Australian cinema is a failure on so many levels when it comes to the finances with only a small percentage managing to turn a profit. That isn't, however, a reflection of the quality of the films on offer, with so many great films simply being lost among the Hollywood squeeze. The Black Balloon is one such film. Only generating $2.1 million at the box office from a budget of $5 million it wasn't a commercial hit, however it managed to win several major awards including the Crystal Bear at the Berlin International Film Festival.
When Thomas (Rhys Wakefield) and his family move to a new home and he has to start at a new school, all he wants is to fit in. When his pregnant mother has to take things easy, his father puts him in charge of his autistic brother Charlie (Luke Ward). Thomas, with the help of his new girlfriend Jackie (Gemma Ward), faces his biggest challenge yet.
There are so many areas where this film succeeds including the fine acting, capturing the Australian way of life, and the comedic moments which are pure gold on many occasions. There's plenty of emotion at the core too and while the events of the movie surround the actions of Charlie, this really is Thomas's story and how he struggles to deal with growing up with an autistic brother, and trying to gain independence.
Of course one of the big selling and discussion points of this movie is the performance by Australian supermodel Gemma Ward who is in only her second role here after the horror movie The Strangers. Not only is she absolutely stunning to look at, but she can indeed act and her performance as Jackie Masters, while not award worthy, hasn't done her aspirations of acting any harm at all.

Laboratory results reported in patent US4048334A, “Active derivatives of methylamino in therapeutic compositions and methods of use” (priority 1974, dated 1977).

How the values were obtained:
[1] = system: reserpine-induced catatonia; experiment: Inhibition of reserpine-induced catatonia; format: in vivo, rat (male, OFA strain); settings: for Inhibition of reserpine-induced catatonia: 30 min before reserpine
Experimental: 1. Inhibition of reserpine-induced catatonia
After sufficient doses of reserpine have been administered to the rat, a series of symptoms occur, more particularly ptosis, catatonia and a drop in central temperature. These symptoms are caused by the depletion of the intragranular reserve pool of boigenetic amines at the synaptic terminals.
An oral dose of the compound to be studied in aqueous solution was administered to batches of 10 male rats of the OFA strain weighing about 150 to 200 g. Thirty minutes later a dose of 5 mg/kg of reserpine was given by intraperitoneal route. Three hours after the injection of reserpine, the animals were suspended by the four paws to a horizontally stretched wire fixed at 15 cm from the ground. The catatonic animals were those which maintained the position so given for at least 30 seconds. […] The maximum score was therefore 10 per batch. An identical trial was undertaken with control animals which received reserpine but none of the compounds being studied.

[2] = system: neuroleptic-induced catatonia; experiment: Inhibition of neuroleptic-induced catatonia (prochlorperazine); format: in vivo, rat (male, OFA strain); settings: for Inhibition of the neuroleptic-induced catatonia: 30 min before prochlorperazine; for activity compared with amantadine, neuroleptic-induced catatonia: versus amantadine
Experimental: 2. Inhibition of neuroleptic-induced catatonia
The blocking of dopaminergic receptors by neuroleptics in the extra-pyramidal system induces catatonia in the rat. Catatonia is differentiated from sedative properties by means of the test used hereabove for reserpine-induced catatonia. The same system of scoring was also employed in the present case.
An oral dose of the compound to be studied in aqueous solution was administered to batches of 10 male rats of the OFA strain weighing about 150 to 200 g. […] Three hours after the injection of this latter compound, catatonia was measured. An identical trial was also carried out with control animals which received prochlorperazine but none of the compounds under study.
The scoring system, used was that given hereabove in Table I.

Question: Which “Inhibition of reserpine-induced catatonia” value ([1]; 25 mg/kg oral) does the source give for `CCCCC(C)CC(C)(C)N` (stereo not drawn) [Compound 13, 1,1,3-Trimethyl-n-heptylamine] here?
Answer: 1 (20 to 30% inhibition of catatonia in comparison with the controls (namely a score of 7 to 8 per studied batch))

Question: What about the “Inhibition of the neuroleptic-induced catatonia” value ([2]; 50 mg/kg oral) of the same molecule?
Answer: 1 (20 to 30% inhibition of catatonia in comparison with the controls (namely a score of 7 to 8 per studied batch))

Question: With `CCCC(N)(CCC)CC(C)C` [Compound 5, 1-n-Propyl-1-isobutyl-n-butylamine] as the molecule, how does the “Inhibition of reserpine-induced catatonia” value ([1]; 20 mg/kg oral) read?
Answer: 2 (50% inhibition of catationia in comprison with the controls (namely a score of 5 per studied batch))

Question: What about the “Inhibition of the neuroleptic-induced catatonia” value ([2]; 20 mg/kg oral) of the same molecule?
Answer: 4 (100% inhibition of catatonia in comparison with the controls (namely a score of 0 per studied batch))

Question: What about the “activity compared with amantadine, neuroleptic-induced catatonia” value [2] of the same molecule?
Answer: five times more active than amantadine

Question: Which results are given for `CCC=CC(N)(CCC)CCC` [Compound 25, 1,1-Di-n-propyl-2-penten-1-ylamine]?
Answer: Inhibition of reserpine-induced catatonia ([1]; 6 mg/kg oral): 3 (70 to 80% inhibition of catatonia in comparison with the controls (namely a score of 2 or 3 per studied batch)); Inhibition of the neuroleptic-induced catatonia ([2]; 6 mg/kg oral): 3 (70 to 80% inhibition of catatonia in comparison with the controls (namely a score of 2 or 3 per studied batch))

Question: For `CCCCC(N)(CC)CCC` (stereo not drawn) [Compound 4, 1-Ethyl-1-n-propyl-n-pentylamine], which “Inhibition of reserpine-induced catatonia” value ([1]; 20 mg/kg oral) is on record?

All-in-all The Black Balloon is a great movie which manages to hit all the right notes, never bogs down, and provides a brilliant insight into living with autism. Acting is great, and the first time direction from Elissa Down is impressive. Well worth checking out...
The Black Balloon is presented on Blu-Ray at a 1.78:1 aspect ratio which will fill you HDTV and has been encoded with the AVC MPEG-4 codec. According to IMDB the original theatrical release of this film was presented with a 2.35:1 aspect ratio, but we're not sure if the image has been opened up on the top and bottom, or if the left and right side of the image has been cropped off. We suspect it's the latter, however there weren't any glaringly obvious signs of loss of image.
When Thomas walks down the street in the darkness from the 1:16:15 mark there is some noticeable compression issues in the darkness, and this is true of several scenes throughout this film. It's never horrible, but there are some small niggles here and there making it a less then stellar presentation overall.
Review By: Dave Warner